What is angioedema?
Angioedema is swelling (oedema) caused by a build-up of fluid in deeper layers of the skin.
Angioedema is characterised by deep swelling around the eyes and lips and sometimes of the genitals, hands or feet. The swelling usually goes away within 24-72 hours.
Up to 1 in 5 people experience angioedema during their lives, according to the NHS.
Occasionally severe, prolonged tissue swelling can be disfiguring. Rarely, angioedema of the throat, tongue or lungs can block or restrict the airways, causing difficulty breathing. This may become life threatening.
Seek urgent medical attention by calling 999 for an ambulance if a person has angioedema swelling and they:
If the person is someone at risk of a serious allergic reaction and they carry an adrenaline auto-injector pen, this should be used before emergency medical help arrives.
How does angioedema differ from urticaria?
People with angioedema may also experience a raised, red and itchy rash on the skin's surface, called hives or urticaria. These wheals or rashes usually affect top layers of skin, like a nettle rash. These may occur at the same time as angioedema - or at a different time.
However, angioedema is defined by the effect it has on deeper skin tissue.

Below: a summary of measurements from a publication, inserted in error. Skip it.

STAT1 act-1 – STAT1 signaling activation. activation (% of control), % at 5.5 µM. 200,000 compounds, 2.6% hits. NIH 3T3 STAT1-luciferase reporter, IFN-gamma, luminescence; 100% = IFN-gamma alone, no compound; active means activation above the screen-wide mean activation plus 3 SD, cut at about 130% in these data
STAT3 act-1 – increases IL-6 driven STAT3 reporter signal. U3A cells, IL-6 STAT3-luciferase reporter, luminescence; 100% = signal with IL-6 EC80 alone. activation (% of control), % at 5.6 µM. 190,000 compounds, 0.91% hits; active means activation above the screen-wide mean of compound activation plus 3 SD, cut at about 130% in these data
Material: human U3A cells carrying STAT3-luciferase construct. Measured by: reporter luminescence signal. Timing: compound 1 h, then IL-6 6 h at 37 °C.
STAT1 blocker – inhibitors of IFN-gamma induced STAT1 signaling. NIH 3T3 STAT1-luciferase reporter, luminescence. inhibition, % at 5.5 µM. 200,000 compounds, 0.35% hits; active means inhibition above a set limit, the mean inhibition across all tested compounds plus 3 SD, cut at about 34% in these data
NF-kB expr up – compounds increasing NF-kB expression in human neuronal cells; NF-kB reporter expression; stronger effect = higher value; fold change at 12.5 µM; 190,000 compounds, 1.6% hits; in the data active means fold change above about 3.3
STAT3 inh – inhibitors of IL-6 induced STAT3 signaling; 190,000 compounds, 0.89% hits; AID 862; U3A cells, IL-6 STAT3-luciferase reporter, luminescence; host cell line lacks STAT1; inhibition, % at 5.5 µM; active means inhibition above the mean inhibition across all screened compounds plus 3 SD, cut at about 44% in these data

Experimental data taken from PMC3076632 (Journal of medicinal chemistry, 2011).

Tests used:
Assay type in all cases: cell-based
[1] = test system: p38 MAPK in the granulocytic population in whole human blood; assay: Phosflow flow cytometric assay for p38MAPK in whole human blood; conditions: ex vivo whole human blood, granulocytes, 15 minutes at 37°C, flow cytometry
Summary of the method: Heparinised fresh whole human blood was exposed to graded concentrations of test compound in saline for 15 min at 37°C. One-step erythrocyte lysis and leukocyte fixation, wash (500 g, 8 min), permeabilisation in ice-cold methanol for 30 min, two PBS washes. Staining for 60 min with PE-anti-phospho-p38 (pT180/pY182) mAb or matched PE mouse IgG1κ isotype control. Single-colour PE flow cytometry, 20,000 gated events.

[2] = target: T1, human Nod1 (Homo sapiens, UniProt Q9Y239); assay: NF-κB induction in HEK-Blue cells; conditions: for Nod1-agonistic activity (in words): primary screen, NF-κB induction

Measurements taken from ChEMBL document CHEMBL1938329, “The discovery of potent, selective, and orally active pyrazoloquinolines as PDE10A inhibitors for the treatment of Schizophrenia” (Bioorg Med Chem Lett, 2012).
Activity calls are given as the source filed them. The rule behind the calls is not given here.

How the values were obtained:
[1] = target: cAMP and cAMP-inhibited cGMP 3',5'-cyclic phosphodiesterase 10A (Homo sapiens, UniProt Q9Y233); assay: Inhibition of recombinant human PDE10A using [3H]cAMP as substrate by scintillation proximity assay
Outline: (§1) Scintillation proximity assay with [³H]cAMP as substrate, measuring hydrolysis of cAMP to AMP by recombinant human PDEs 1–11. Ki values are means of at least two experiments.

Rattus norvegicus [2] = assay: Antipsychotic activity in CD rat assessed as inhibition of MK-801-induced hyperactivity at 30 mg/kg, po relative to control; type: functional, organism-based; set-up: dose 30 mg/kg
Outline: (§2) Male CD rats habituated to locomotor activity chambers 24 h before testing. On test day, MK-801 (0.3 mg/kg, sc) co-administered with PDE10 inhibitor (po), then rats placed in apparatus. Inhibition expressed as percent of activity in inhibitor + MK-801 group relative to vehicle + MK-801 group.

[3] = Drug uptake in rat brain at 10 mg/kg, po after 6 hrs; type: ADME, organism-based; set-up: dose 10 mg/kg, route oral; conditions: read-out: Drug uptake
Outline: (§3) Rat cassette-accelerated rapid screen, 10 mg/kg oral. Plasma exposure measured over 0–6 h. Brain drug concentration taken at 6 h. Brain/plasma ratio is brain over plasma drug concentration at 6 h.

Types and causes of angioedema
The main types of angioedema are:
- Allergic angioedema, caused by an allergic reaction or anaphylaxis
- Drug-induced angioedema, caused by side-effects of a medication
- Idiopathic angioedema, with no clear cause and the trigger cannot be determined
- Hereditary angioedema (HAE), caused by inherited ‘faulty’ genes and affects between 1 in 10,000 and 1 in 50,000 people globally.
Allergic angioedema triggers
Angioedema can be triggered by different things in different people, but triggers include:
Other allergic reactions are possible, as well as the body's defence system reacting wrongly to other events, such as:
- Stress, anxiety
- Temperature changes - hot or cold
- Vigorous exercise.
Symptoms of angioedema
Angioedema can affect people in different ways, but symptoms can include:
- Swelling of the hands, feet, eyes, lips, tongue or genitals
- Rash lasting some days
- Breathing problems, restricted airways
- Eyes itching or redness
- Abdominal pain
- Feeling lightheaded or fainting.
An initial diagnosis of angioedema will involve the doctor examining the affected area and talking about the symptoms and possible triggers.
More tests may be arranged to pinpoint the type of angioedema, including allergy tests or blood tests.
If no clear cause is found, the diagnosis may be idiopathic angioedema.